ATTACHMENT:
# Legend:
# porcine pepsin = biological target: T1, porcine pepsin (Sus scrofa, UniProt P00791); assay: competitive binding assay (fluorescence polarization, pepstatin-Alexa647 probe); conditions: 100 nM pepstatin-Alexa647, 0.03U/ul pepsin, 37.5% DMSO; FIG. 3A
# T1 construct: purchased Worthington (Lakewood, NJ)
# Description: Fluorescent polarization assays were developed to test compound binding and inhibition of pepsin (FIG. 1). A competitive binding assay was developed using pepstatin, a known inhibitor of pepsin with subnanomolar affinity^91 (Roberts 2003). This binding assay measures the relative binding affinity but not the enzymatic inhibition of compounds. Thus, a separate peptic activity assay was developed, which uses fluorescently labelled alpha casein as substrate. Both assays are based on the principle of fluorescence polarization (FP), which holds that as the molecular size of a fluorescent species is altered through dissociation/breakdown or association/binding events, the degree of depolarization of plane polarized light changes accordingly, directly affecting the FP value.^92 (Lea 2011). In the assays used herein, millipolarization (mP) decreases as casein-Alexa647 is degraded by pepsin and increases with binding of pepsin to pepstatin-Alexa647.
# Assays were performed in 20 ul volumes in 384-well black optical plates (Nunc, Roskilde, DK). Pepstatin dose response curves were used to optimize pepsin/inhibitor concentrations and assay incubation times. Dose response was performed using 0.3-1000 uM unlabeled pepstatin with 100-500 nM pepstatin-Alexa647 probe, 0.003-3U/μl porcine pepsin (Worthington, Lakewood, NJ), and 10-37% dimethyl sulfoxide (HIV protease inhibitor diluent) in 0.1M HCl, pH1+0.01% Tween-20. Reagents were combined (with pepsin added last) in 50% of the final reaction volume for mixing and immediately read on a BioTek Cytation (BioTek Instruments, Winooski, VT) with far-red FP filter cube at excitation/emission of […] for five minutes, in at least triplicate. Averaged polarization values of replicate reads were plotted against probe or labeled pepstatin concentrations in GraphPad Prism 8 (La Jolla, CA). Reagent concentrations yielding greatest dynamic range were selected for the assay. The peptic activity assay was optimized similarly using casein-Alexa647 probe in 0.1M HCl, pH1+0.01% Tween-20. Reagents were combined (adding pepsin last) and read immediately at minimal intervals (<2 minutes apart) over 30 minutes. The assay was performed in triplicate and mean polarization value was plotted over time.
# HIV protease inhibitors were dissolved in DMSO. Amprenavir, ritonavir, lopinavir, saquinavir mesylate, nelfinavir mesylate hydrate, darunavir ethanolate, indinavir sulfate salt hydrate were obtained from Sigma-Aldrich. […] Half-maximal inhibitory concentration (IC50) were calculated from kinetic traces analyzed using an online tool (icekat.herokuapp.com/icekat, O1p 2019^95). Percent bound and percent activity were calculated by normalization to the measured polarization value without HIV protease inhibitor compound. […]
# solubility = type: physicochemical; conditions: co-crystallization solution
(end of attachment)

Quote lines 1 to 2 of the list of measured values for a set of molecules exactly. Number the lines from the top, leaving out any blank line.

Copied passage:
# Legend:
# porcine pepsin = biological target: T1, porcine pepsin (Sus scrofa, UniProt P00791); assay: competitive binding assay (fluorescence polarization, pepstatin-Alexa647 probe); conditions: 100 nM pepstatin-Alexa647, 0.03U/ul pepsin, 37.5% DMSO; FIG. 3A